The penalty for murder under Art. 248 of the Revised Penal Code, as amended by RA 7659, is reclusion perpetua to death. When the commission of the offense is attended by a mitigating circumstance, in this case voluntary surrender, and there is no other aggravating circumstance, the lesser penalty shall be applied. Hence, the imposable penalty in the case at bar is reclusion perpetua and not death.

As no evidence, testimonial or documentary, was presented as proof, the award of P20,000.00 for funeral expenses should be deleted.

WHEREFORE, the Decision of the trial court finding accused-appellant MANUEL MAGAYAC guilty of murder and ordering him to pay the heirs of JIMINARDO Jimmy LUMAGUE P50,000.00 is AFFIRMED, with the modification that he is sentenced to suffer the lesser penalty of reclusion perpetua. The award of funeral expenses is DELETED for lack of factual basis.

SO ORDERED.1âwphi1.nęt

Davide, Jr., C.J., Melo, Puno, Kapunan, Mendoza, Panganiban, Quisumbing, Purisima, Pardo, Buena, Gonzaga-Reyes, Ynares-Santiago and De Leon, Jr., JJ., concur.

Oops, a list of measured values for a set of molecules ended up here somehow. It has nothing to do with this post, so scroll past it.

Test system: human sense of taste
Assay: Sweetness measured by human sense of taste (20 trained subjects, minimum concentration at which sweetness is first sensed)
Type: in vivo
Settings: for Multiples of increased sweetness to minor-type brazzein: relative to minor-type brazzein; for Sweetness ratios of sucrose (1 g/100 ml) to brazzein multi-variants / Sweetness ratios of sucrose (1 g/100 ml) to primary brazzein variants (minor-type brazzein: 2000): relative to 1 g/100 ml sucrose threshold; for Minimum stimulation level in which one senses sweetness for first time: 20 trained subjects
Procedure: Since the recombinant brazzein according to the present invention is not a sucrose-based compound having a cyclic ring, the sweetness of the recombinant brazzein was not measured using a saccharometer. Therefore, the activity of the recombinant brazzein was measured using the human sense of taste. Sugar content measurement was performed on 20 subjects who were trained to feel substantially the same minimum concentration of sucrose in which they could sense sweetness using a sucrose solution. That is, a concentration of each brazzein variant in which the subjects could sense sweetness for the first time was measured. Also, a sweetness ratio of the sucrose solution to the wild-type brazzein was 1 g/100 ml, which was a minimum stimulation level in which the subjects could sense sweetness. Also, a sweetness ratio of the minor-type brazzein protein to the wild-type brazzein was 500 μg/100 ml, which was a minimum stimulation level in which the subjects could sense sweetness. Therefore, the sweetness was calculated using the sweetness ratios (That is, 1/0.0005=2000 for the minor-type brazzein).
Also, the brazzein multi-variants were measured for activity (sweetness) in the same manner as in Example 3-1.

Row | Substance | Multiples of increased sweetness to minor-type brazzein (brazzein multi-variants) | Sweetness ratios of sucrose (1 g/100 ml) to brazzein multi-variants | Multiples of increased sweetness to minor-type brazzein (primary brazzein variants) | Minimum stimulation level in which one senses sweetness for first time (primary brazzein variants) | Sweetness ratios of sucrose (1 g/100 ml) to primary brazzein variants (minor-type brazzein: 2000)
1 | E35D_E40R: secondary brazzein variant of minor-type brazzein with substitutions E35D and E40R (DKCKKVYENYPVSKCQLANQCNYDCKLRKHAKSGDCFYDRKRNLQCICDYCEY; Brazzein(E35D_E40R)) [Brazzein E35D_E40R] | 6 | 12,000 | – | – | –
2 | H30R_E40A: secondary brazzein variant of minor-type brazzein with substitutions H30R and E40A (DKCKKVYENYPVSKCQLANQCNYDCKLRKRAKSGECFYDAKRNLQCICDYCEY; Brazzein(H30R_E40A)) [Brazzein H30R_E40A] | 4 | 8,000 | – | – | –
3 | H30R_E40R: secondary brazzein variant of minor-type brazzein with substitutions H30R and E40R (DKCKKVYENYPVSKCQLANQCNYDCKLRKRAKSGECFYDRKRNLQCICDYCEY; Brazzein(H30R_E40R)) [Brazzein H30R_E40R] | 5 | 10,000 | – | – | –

Vitug, J., on leave.


1 Decision penned by Judge Antonio R. Quizon, RTC-BR. 41, Oriental Mindoro; Rollo, pp. 18-23.

2 TSN, 19 October 1994, pp. 14-15.

3 Ibid.

4 See Note 2, p. 16.

5 TSN, 14 June 1995, p. 6.

6 TSN, 19 October 1994, p. 18.

7 TSN, 24 January 1995, p. 2.

8 Id., pp. 8-13.

9 See Note 7, p. 3.

10 TSN, 14 July 1994, p. 4.

11 Id., pp. 5-8.

12 Records, p. 11.

13 Id., p. 1.

14 TSN, 14 June 1995, pp. 2-4.

15 See Note 1.

16 People v. Janairo, G.R. No. 129254, 22 July 1999.

17 People v. Tan, G.R. No. 132324, 28 September 1999.

18 Rollo, pp. 20-21.

19 See Note 16.

20 G.R. No. 123143, 19 July 1999.

21 People v. Bitoon, G.R. No. 112451, 28 June 1999; People v. De la Cruz, G.R. No. 130608, 26 August 1999.

22 People v. Bernas, G.R. Nos. 76416 and 94372, 5 July 1999.

23 See Note 10.

24 People v. Badon, G.R. No. 126143, 10 June 1999; People v. Manlapaz, G.R. No. 129033, 25 June 1999.

25 People v. Dayug, et al., 49 Phil. 423 (1926). See also People v. Basao, G.R. No. 128286, 20 July 1999.

26 Rollo, pp. 21-22.

27 U.S. v. Rodriguez, 19 Phil. 150 (1911)